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July 16 (Reuters) - Leisure Acquisition Corp said on Thursday it called off a deal to purchase Gateway Casinos & Entertainment that would have helped the Canadian gaming and casino operator to go public.
Gateway said in December it had agreed for a reverse merger deal with special purpose acquisition company (SPAC) Leisure Acquisition that would have allowed the gaming operator to sidestep the initial public offering (IPO) process.
A SPAC has no business operations of its own and raises money from an IPO and uses the proceeds, together with borrowed funds, to buy companies that are usually privately held and are seeking an IPO.
Leisure Acquisition announced the termination of the deal in a regulatory filing, but did not specify a reason. The company and Gateway did not immediately respond to Reuters’ requests for comment.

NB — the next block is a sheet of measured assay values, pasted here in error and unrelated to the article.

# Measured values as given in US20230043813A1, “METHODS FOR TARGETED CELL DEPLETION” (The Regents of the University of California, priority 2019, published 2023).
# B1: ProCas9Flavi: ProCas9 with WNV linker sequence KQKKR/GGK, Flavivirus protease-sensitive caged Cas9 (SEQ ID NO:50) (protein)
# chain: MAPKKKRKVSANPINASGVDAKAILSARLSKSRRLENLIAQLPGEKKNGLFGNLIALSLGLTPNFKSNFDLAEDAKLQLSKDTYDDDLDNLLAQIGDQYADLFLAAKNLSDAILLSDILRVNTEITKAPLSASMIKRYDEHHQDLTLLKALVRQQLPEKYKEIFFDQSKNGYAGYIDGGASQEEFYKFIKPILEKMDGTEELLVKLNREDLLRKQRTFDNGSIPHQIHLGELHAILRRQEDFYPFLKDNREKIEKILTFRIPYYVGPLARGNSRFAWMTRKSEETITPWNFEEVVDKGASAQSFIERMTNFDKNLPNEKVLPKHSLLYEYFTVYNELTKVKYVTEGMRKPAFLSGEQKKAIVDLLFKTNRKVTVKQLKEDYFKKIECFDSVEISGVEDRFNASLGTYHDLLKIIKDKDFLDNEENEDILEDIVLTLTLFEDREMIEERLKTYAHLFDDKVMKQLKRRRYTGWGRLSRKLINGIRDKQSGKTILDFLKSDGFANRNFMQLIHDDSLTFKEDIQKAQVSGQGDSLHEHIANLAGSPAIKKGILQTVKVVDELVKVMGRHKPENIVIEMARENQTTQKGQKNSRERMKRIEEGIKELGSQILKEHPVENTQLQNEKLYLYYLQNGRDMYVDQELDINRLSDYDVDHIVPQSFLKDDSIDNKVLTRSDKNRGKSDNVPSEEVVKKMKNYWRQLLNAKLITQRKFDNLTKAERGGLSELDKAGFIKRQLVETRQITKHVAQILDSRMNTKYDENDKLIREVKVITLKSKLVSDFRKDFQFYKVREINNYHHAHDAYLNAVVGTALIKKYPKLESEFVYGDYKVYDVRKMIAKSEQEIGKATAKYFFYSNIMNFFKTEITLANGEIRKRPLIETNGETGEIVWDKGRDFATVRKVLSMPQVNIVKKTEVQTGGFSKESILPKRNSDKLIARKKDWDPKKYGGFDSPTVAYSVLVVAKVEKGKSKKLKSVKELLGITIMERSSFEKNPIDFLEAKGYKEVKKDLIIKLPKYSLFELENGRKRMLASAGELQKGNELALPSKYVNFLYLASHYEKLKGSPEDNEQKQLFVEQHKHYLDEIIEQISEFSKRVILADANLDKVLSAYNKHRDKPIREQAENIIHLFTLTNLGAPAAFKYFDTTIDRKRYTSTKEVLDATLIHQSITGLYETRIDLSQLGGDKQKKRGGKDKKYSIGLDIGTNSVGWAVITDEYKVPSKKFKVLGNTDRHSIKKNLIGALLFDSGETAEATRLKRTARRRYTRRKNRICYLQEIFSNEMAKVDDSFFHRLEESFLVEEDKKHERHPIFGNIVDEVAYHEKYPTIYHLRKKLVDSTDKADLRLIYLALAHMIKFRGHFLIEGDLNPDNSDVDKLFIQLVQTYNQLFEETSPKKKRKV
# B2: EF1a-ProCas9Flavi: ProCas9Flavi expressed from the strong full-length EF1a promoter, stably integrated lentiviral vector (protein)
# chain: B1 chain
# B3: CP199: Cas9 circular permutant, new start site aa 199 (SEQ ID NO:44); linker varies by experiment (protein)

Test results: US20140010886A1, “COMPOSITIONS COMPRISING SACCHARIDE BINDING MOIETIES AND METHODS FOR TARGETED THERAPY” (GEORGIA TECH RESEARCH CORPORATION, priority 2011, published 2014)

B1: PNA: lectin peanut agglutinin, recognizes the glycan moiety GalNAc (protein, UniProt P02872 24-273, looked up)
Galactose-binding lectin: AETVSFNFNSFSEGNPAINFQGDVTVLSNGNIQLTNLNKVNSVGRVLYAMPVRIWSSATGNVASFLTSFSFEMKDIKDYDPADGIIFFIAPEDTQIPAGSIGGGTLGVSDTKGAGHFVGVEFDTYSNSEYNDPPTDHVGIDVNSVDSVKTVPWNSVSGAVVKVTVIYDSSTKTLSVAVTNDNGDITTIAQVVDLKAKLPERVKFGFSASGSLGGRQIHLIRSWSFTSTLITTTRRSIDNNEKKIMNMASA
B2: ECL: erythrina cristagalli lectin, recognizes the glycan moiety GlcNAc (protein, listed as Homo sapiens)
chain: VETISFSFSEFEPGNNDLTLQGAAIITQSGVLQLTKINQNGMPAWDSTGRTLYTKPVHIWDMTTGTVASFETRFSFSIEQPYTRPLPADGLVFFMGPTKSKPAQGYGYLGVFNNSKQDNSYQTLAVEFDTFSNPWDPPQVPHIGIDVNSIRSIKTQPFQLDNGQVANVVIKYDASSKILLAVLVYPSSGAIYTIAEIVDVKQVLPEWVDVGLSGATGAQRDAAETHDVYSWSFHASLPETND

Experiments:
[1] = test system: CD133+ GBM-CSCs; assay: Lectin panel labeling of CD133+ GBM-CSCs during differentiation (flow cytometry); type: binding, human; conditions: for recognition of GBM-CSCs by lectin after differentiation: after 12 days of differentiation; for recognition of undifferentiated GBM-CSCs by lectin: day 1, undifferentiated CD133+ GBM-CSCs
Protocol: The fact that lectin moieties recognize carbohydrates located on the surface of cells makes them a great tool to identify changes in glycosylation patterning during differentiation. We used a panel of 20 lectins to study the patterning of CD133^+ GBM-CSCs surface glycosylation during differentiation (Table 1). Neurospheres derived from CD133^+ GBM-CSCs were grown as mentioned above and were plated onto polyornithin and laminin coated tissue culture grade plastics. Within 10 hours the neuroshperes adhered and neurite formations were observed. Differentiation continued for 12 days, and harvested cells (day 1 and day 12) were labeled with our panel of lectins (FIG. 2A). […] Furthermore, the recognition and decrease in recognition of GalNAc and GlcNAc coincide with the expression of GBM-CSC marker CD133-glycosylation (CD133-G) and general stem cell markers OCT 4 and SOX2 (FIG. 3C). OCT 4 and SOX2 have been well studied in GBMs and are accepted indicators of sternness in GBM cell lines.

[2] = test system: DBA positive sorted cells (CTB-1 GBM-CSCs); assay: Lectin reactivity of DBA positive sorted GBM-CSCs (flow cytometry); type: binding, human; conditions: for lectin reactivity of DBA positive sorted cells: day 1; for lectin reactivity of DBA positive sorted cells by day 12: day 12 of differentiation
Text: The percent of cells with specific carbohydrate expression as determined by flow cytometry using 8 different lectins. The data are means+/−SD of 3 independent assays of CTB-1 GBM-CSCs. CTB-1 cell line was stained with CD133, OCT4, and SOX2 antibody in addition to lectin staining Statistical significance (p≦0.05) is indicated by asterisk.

Gateway, Canada’s second biggest gaming company, has over two dozen properties in British Colombia, Ontario and Alberta. Casino operators in Canada, as in other countries, have faced closures to limit the spread of the new coronavirus.
SPACs have been behind some of the most high-profile public listings of the last 12 months, with the likes of space tourism company Virgin Galactic Holdings, sports betting platform DraftKings Inc and electric truck maker Nikola Corp going public by merging with SPACs.
The SPAC deal would have helped investor Newton Glassman’s private equity firm, Catalyst Capital Group Inc, to exit its investment in Gateway. Catalyst Capital took control of Gateway in 2010.
Gateway filed for an IPO in 2018, but dropped the plan in December to pursue the SPAC deal. The company did not indicate the reason for scrapping the IPO plans. (Reporting by Bharath Manjesh in Bengaluru; Editing by Shinjini Ganguly)
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